Receiving a claim to put the building back into better condition than it was at lease commencement can be very frustrating but, with proper representation, claims of this nature can be mitigated by an experienced dilapidations surveyor.

When you covenant to keep a property in good repair, the law implies the words ‘put and’ before keep which means that, if you take on a building in disrepair, it will be incumbent on you to put it into repair, and subsequently maintain it in the repaired condition. 

Sometimes, addressing this repair can be more costly than the rent, which is one reason why it is critical to take professional advice at lease commencement. 


I have always had a good relationship with my landlord

Regardless of how good your relationship with your landlord has been, this is a business relationship. Some business owners are tempted to overpay dilapidations claims by thousands, if not tens of thousands of pounds, in order to maintain their harmonious landlord/tenant relationship.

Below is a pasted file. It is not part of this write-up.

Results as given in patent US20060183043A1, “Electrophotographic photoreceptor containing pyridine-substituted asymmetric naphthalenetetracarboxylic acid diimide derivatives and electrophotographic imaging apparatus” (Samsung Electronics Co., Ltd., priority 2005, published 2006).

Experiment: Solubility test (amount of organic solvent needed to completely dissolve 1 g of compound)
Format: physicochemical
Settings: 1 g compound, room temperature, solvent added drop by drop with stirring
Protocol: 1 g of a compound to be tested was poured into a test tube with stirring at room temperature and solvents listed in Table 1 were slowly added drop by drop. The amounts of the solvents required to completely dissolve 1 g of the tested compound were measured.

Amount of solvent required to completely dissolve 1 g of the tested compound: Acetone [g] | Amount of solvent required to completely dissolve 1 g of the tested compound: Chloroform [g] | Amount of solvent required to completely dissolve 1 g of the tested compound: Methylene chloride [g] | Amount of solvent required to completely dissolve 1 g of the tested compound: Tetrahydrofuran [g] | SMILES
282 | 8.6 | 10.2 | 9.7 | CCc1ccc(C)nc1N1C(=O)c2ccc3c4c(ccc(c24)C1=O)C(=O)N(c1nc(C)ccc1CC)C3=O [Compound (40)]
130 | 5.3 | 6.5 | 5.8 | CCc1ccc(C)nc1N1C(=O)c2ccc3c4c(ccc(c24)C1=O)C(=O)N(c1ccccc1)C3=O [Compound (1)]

In many instances, this might be the last dealing you have with your landlord. So, you should question very carefully the value of this relationship and its impact on the financial decisions you make at this time. 

Businesses exist to make money and, for both landlords and tenants, we always advise that dilapidations should be approached in a businesslike manner, leaving personal feelings aside. 

Using a professional dilapidations surveyor can help to separate facts from feelings, and provide a buffer between the landlord and tenant.